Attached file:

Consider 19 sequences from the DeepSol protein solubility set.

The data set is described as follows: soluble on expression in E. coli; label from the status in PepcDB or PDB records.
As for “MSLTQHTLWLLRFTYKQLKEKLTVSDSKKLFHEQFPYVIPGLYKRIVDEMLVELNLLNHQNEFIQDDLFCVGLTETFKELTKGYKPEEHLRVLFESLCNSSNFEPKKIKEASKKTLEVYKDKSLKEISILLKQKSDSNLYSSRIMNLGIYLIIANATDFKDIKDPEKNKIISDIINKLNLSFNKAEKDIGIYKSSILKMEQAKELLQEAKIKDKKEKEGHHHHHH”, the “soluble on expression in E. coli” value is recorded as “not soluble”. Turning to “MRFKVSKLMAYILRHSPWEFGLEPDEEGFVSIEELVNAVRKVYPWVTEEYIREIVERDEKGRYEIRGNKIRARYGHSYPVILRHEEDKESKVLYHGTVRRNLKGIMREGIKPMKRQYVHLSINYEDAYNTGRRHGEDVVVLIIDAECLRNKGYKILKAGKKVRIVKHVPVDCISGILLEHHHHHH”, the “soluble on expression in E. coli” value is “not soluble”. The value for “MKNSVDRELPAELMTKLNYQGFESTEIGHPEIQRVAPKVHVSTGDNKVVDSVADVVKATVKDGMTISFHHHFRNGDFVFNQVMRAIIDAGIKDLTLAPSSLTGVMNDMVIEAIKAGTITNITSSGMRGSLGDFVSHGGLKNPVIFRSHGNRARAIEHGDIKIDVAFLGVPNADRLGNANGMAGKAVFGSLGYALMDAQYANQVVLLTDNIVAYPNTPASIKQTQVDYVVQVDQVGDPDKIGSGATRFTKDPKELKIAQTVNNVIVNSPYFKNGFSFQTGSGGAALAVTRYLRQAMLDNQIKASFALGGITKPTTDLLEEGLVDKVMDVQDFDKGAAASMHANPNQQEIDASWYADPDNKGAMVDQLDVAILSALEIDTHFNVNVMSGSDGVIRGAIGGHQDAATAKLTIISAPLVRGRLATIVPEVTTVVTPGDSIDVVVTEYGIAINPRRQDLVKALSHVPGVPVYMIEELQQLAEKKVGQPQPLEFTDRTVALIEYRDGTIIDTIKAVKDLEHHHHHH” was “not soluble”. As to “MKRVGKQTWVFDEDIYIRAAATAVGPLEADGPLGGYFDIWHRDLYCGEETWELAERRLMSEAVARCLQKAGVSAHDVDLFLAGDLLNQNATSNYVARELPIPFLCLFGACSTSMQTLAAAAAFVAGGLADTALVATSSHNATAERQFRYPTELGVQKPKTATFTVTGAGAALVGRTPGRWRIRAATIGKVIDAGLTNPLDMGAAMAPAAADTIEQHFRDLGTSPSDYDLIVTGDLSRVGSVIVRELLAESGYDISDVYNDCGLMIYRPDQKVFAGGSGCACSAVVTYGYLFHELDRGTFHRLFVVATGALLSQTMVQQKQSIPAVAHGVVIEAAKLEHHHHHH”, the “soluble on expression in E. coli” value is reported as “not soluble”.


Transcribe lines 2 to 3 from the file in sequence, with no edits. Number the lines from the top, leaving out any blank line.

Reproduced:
The data set is described as follows: soluble on expression in E. coli; label from the status in PepcDB or PDB records.
As for “MSLTQHTLWLLRFTYKQLKEKLTVSDSKKLFHEQFPYVIPGLYKRIVDEMLVELNLLNHQNEFIQDDLFCVGLTETFKELTKGYKPEEHLRVLFESLCNSSNFEPKKIKEASKKTLEVYKDKSLKEISILLKQKSDSNLYSSRIMNLGIYLIIANATDFKDIKDPEKNKIISDIINKLNLSFNKAEKDIGIYKSSILKMEQAKELLQEAKIKDKKEKEGHHHHHH”, the “soluble on expression in E. coli” value is recorded as “not soluble”. Turning to “MRFKVSKLMAYILRHSPWEFGLEPDEEGFVSIEELVNAVRKVYPWVTEEYIREIVERDEKGRYEIRGNKIRARYGHSYPVILRHEEDKESKVLYHGTVRRNLKGIMREGIKPMKRQYVHLSINYEDAYNTGRRHGEDVVVLIIDAECLRNKGYKILKAGKKVRIVKHVPVDCISGILLEHHHHHH”, the “soluble on expression in E. coli” value is “not soluble”. The value for “MKNSVDRELPAELMTKLNYQGFESTEIGHPEIQRVAPKVHVSTGDNKVVDSVADVVKATVKDGMTISFHHHFRNGDFVFNQVMRAIIDAGIKDLTLAPSSLTGVMNDMVIEAIKAGTITNITSSGMRGSLGDFVSHGGLKNPVIFRSHGNRARAIEHGDIKIDVAFLGVPNADRLGNANGMAGKAVFGSLGYALMDAQYANQVVLLTDNIVAYPNTPASIKQTQVDYVVQVDQVGDPDKIGSGATRFTKDPKELKIAQTVNNVIVNSPYFKNGFSFQTGSGGAALAVTRYLRQAMLDNQIKASFALGGITKPTTDLLEEGLVDKVMDVQDFDKGAAASMHANPNQQEIDASWYADPDNKGAMVDQLDVAILSALEIDTHFNVNVMSGSDGVIRGAIGGHQDAATAKLTIISAPLVRGRLATIVPEVTTVVTPGDSIDVVVTEYGIAINPRRQDLVKALSHVPGVPVYMIEELQQLAEKKVGQPQPLEFTDRTVALIEYRDGTIIDTIKAVKDLEHHHHHH” was “not soluble”. As to “MKRVGKQTWVFDEDIYIRAAATAVGPLEADGPLGGYFDIWHRDLYCGEETWELAERRLMSEAVARCLQKAGVSAHDVDLFLAGDLLNQNATSNYVARELPIPFLCLFGACSTSMQTLAAAAAFVAGGLADTALVATSSHNATAERQFRYPTELGVQKPKTATFTVTGAGAALVGRTPGRWRIRAATIGKVIDAGLTNPLDMGAAMAPAAADTIEQHFRDLGTSPSDYDLIVTGDLSRVGSVIVRELLAESGYDISDVYNDCGLMIYRPDQKVFAGGSGCACSAVVTYGYLFHELDRGTFHRLFVVATGALLSQTMVQQKQSIPAVAHGVVIEAAKLEHHHHHH”, the “soluble on expression in E. coli” value is reported as “not soluble”.